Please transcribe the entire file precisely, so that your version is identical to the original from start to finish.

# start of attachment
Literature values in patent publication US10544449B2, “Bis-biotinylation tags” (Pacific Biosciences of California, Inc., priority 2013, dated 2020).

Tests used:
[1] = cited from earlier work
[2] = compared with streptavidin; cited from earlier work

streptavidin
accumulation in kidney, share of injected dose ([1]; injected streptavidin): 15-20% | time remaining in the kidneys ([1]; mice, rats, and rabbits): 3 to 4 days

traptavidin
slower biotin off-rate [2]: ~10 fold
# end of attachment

Literature values in patent publication US10544449B2, “Bis-biotinylation tags” (Pacific Biosciences of California, Inc., priority 2013, dated 2020).

Tests used:
[1] = cited from earlier work
[2] = compared with streptavidin; cited from earlier work

streptavidin
accumulation in kidney, share of injected dose ([1]; injected streptavidin): 15-20% | time remaining in the kidneys ([1]; mice, rats, and rabbits): 3 to 4 days

traptavidin
slower biotin off-rate [2]: ~10 fold